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How to avoid cycling injuries on a bicycle in Uganda

By Admin

Added 8th August 2018 04:41 PM

Make sure other people see you while on the road so you are not involved in accidents.

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Make sure other people see you while on the road so you are not involved in accidents.

CYCLING WITHOUT GETTING ACCIDENTS

 

By Ivan Baliboola


Just like any other machine in Uganda. A bicycle needs to be operated with extra caution. This article looks at minimizing injuries from my personal experience of riding an Apollo bicycle.

Most Ugandan roads are narrow and don’t have defined cycling lanes. Watch out for other reckless road users. A cyclist should always be on the lookout for Boda Boda cyclists, commuter taxis, and skaters. They enter the road anyhow.

Be patient as other road users clear the way. Don’t be an aggressive cyclist if you don’t want injuries. For example don’t think you can maneuver along trucks. 

Brakes. This is something a cyclist should check before they even mount a bicycle. Faulty brakes can lead to terrible accidents resulting in injuries. Even when the brakes are in perfect working conditions, they can still cause accidents. For example if the front brakes are randomly applied on a slope, it could flip over.

Changing and applying gears. This is a normal cycling procedure but it brings about unstableness which may cause injuries. It is always advisable to move from one gear to another at a time. Don’t move from one to seven at once. Sometimes you can park and people change the gears. So you come back to start the bicycle and it throws you off. Before you ride, ensure the gears are in position matching with gear numbers on the handle bar.

Bicycle seat. Seat is very important on any bicycle. If not properly adjusted, it can lead to knee and back pains. Also if it’s not tightened, it could throw the rider off. The bicycle seat must be aligned above the handle bar.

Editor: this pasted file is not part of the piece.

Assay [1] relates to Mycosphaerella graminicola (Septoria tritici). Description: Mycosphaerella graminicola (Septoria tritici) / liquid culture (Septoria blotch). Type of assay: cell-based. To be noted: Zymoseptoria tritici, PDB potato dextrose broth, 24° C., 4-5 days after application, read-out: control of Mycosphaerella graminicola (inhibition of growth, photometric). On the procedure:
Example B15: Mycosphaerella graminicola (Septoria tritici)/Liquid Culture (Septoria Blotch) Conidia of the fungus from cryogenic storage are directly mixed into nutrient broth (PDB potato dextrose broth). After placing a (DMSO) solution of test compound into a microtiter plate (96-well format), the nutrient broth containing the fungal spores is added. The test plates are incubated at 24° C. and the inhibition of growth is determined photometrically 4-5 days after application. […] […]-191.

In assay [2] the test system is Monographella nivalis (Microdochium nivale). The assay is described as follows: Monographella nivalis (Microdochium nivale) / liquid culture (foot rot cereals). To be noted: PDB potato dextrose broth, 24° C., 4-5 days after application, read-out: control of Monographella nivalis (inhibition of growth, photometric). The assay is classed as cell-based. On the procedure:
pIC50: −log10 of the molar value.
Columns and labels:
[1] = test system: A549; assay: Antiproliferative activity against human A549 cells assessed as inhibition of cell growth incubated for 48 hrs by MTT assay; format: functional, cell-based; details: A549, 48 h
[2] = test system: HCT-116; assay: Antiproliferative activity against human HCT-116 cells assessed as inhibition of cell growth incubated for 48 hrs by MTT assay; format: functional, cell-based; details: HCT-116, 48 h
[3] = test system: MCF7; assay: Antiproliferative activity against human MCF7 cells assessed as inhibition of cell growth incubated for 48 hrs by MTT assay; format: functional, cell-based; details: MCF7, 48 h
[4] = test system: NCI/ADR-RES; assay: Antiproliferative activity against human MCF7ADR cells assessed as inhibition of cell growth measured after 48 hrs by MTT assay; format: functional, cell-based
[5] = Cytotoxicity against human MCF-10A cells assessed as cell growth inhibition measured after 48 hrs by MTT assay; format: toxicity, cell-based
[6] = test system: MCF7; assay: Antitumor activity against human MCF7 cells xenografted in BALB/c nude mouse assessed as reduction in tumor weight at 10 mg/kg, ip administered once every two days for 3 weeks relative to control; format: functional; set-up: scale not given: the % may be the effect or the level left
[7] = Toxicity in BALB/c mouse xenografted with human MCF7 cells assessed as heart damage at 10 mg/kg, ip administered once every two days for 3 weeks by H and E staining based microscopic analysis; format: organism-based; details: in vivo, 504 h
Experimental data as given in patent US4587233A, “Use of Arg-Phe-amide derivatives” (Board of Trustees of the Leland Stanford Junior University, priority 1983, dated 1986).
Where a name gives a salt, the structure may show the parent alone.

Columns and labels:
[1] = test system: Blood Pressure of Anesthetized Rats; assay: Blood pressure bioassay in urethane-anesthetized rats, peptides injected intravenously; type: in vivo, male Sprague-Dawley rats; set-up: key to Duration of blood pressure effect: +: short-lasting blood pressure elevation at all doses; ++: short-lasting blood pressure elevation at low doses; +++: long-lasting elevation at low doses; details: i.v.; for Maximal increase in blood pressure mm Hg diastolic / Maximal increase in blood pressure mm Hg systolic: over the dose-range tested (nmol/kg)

PIC: A cyclist checks his bike to ensure it is in good condition for the journey

 

Protective wear. To reduce on the injuries while cycling, it’s important to wear quality protective wear like a helmet, gloves, knee guards, and elbow guards. Protective wear reduces on the extent of injuries and recovery if there is an accident. It’s a Ugandan thing to be daring.

Even after laws of wearing taxis seatbelts and motorcycle helmets being implemented, it’s not culture yet. Don’t underestimate what the impact the gloves can absorb when you have an accident.  Prepare for bad weather if you are cycling. Invest in nice riding glasses just in case you come face to face with insects or mud. 

Be visible to other road users. Make sure other people see you while on the road so you are not involved in accidents. Ensure that reflective lights or stickers are properly fitted on your bicycle. 

Have a functional horn at all times while riding. In Uganda people just cross like cattle without looking right or left. The horn helps you clear the road even when you are at a high speed.

The condition of your bicycle may contribute to over 25% of accidents. Ensure your bicycle is serviced regularly. Ensure your pedals have firm grip lines. Wear the right shoes with stockings as you ride. Also make sure the pedal sits in the middle of the shoe you are wear. Consider fitting riding mirrors so you are always on the lookout of people behind you rather than turning to look at the back.

The writer is a public relations and organisational diagnosis specialist



 

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